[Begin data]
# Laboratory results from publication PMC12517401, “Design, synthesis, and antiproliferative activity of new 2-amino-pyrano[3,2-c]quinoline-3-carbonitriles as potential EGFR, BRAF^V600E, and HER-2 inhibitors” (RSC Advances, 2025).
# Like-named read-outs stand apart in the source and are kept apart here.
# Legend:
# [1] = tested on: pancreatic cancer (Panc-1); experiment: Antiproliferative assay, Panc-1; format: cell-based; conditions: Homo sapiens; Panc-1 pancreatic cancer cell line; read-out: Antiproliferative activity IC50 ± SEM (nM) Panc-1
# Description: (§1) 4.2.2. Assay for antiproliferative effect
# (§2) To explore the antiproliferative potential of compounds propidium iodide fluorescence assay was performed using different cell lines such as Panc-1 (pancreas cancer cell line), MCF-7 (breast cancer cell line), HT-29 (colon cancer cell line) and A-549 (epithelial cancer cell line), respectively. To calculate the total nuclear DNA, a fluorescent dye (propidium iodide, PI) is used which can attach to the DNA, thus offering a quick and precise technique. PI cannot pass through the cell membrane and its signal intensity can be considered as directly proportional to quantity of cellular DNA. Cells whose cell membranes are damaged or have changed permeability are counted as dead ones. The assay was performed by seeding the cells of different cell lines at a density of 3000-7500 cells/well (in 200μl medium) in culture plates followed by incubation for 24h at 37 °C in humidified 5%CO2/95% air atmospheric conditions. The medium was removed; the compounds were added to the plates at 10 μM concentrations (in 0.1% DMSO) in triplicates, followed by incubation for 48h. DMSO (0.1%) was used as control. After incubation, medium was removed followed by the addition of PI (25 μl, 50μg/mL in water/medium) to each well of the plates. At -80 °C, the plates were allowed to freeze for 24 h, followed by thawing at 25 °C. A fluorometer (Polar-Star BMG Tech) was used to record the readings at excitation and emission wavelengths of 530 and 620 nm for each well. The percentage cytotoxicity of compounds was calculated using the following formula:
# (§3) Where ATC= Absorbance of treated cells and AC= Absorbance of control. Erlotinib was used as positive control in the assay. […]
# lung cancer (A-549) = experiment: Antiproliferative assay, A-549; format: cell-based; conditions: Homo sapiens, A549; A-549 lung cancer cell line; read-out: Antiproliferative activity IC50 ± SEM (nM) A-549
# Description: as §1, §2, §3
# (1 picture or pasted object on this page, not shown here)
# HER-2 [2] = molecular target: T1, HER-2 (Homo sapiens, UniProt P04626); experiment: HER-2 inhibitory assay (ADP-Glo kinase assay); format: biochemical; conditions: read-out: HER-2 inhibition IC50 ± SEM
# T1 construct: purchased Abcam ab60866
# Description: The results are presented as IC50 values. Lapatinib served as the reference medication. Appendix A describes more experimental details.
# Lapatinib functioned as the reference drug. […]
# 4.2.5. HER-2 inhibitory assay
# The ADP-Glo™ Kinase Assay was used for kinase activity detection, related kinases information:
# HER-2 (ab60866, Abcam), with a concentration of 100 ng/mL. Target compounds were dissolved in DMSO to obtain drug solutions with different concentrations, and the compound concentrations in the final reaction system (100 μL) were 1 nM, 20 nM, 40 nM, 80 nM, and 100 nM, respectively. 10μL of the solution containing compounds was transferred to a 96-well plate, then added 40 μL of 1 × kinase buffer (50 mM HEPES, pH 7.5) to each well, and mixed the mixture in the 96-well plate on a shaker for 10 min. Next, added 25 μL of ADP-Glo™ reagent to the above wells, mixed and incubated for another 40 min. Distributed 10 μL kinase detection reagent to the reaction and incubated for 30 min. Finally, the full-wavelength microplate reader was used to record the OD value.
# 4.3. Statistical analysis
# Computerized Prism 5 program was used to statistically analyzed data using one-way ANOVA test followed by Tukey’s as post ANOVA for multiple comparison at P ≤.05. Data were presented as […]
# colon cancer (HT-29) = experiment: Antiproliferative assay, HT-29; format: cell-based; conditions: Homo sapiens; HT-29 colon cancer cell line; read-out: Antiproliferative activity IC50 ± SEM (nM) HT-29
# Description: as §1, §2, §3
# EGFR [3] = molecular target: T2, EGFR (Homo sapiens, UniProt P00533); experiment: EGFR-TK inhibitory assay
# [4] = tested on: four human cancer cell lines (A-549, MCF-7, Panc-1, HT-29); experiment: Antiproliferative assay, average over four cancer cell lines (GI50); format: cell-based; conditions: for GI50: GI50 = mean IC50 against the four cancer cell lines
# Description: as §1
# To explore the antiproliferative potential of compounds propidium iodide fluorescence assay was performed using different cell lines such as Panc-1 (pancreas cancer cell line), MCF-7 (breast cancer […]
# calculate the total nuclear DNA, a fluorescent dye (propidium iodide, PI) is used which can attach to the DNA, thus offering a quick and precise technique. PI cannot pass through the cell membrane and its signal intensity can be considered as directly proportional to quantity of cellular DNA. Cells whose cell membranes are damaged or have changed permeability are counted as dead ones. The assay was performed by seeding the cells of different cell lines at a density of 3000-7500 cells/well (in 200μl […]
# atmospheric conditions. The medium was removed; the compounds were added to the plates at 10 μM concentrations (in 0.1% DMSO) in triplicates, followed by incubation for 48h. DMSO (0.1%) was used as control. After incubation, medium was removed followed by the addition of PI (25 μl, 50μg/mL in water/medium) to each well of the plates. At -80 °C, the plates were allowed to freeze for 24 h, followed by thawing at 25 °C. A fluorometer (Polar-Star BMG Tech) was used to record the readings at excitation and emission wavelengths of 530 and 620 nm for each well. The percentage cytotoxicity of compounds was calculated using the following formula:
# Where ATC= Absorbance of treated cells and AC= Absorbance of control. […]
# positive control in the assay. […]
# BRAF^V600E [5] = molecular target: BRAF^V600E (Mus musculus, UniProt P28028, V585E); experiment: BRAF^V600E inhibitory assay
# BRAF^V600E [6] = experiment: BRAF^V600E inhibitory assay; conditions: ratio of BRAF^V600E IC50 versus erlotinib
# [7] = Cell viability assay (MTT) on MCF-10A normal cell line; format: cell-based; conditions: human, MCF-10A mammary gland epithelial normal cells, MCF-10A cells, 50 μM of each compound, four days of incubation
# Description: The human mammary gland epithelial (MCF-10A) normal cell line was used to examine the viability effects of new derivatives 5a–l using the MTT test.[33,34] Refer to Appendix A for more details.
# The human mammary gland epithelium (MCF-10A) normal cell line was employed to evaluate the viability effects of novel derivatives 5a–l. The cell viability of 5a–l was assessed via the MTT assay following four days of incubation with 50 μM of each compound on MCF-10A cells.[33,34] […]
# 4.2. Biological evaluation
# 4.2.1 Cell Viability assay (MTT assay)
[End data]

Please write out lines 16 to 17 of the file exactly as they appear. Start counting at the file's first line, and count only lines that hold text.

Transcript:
# The ADP-Glo™ Kinase Assay was used for kinase activity detection, related kinases information:
# HER-2 (ab60866, Abcam), with a concentration of 100 ng/mL. Target compounds were dissolved in DMSO to obtain drug solutions with different concentrations, and the compound concentrations in the final reaction system (100 μL) were 1 nM, 20 nM, 40 nM, 80 nM, and 100 nM, respectively. 10μL of the solution containing compounds was transferred to a 96-well plate, then added 40 μL of 1 × kinase buffer (50 mM HEPES, pH 7.5) to each well, and mixed the mixture in the 96-well plate on a shaker for 10 min. Next, added 25 μL of ADP-Glo™ reagent to the above wells, mixed and incubated for another 40 min. Distributed 10 μL kinase detection reagent to the reaction and incubated for 30 min. Finally, the full-wavelength microplate reader was used to record the OD value.